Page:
Beyond the possibility of being too dry (a common culprit) also look at which cardio/vasc meds the patient is on. Are they taking antiarrhythmics? Are they taking them before their dialysis treatment and are those drugs dialyzed off?
Remember, most of our ESRD patients have cardiovascular disease and statistically, that is what our patients die from. They don't "die" from ESRD, they die from CV disease. So you are right to ponder the CHF and/or underlying dysrhythmias. There is also increased 02 demand on the heart during dialysis. Try supplementing some of these patients with intradialytic 02 as per your facility/MD protocols.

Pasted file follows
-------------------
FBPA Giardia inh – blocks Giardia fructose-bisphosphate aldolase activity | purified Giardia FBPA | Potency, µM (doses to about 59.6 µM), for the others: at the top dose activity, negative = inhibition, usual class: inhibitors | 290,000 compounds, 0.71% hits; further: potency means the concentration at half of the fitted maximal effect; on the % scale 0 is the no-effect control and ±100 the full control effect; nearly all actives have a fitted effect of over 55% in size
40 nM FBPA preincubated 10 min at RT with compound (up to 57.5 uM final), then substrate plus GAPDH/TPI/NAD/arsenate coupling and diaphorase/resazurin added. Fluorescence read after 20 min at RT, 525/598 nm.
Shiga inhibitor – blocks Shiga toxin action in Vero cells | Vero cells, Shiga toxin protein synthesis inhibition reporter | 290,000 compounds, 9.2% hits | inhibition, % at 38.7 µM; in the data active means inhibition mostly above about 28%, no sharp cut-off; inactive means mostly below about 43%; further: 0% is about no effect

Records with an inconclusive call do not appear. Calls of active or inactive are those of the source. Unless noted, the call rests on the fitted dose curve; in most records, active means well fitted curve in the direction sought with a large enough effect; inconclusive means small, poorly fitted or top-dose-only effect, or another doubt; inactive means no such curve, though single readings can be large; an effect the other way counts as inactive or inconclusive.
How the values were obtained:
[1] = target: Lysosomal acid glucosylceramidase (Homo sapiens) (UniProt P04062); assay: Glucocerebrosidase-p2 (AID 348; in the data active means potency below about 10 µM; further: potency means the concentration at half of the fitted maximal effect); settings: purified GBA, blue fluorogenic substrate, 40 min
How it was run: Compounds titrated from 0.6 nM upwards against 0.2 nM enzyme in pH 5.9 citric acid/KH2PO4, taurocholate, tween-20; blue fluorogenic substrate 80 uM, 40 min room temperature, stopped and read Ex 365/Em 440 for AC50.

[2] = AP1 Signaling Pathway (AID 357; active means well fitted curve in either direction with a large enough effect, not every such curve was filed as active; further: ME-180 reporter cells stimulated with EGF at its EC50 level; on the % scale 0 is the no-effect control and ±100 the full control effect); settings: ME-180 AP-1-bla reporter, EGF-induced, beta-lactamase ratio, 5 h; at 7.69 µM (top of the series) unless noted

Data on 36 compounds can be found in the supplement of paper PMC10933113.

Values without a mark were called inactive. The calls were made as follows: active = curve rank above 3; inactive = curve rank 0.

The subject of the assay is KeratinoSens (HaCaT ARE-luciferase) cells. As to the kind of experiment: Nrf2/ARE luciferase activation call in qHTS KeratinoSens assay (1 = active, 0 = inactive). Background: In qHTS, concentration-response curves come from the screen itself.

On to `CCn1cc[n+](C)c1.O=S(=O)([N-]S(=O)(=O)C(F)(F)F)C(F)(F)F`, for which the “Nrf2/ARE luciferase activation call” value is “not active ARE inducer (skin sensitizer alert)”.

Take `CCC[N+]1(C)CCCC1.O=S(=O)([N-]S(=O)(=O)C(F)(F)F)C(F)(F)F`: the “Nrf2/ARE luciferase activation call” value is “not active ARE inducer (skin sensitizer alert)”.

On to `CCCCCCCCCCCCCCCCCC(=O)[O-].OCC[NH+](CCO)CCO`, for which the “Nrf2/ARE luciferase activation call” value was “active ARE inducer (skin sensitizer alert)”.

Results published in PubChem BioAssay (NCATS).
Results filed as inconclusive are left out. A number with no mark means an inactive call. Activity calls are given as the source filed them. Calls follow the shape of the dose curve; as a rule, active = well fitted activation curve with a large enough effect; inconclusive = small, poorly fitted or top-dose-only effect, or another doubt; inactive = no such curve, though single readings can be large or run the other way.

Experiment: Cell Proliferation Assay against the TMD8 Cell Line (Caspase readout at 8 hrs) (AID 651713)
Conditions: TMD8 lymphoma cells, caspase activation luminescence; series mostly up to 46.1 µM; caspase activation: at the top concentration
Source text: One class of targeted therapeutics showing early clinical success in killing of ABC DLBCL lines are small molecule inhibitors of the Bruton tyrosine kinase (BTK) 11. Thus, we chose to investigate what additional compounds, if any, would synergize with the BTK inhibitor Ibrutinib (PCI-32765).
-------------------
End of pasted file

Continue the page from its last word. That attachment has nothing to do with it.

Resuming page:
Another thing to consider is the rapid electrolyte shift. Take a patient who presents for treatment with underlying CV disease/dysrythmia, a K+ of 5.9, CV meds that may dialyze off, the demands of fld removal, and you have a near-perfect recipe for an irritable ticker post-treatment!
Hope that helps.